After years of delays, the Passaic Valley Water Commission (PVWC) project to replace the open Levine Reservoir with water storage tanks has been approved by the US EPA and the NJ Department of Environmental Protection. The project was delayed for nearly a decade by opponents who refuted the proven science behind the project and falsely claimed it would harm the aesthetics of the area.
The water tanks will prevent treated drinking water from becoming polluted with animal waste, fecal matter, bacteria and other contaminants. The tanks will also allow the water to be treated to reduce the risk of lead leaching into the drinking water once it’s delivered to consumers in the area.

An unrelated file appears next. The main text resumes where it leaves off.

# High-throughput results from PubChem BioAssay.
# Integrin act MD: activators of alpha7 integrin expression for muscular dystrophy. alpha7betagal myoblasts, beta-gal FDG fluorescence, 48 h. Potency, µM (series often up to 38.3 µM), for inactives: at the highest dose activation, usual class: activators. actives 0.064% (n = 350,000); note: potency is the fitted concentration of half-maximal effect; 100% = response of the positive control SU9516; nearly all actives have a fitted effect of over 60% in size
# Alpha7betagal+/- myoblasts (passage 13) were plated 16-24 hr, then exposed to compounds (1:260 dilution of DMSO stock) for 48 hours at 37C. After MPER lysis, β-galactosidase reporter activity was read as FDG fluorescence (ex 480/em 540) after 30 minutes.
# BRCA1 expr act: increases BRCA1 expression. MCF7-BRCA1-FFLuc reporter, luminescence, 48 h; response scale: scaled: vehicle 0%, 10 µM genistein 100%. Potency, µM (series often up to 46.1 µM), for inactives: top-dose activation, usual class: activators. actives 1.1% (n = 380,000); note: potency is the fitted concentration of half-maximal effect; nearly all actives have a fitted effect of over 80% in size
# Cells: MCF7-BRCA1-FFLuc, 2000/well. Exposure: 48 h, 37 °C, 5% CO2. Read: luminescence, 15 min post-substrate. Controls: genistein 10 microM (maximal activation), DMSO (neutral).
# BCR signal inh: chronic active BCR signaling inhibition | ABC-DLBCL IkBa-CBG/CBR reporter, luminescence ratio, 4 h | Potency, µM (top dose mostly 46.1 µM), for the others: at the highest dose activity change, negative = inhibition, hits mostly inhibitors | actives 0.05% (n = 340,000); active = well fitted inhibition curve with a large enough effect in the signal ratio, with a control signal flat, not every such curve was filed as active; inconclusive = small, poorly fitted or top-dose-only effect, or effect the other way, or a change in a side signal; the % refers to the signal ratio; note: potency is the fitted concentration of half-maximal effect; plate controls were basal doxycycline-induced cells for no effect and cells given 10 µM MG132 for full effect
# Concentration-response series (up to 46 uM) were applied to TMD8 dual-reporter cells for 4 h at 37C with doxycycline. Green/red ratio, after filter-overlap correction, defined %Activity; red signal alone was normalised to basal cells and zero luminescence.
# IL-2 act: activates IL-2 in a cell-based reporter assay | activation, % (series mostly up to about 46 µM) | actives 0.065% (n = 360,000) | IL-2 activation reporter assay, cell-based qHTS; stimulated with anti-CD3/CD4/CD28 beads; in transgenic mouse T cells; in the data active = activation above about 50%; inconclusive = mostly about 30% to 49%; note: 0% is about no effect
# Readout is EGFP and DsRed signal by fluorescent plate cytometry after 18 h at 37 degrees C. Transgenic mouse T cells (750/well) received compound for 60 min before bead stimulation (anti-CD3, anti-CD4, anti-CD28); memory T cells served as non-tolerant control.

The Levine Reservoir, built in 1885, is one of the few reservoirs of its type still in use in the US. In 2009, the EPA ordered that all open reservoirs be removed from service because of the risks to public health and safety.
Although additional local permits are needed, groundbreaking is expected later this year with construction to be completed within 2 years. Planning and design is underway for the New Street Reservoir, which is the next reservoir to be replaced. That plan has also met opposition from people that claim the tanks will harm their views and is unnecessary. Like the Levine Reservoir project, the New Street project is needed to reduce the risk of animal waste, fecal matter, bacteria and other contaminants getting into the drinking water.
PVWC is New Jersey’s largest public water provider serving over 800,000 consumers in Bergen, Essex, Hudson, Morris and Passaic counties. Visit www.PVWC.com or follow on Facebook (@thePVWC), Instagram (@passaic_valley_water), Twitter (@PVWC) or contact Customer Service at 973-340-4300.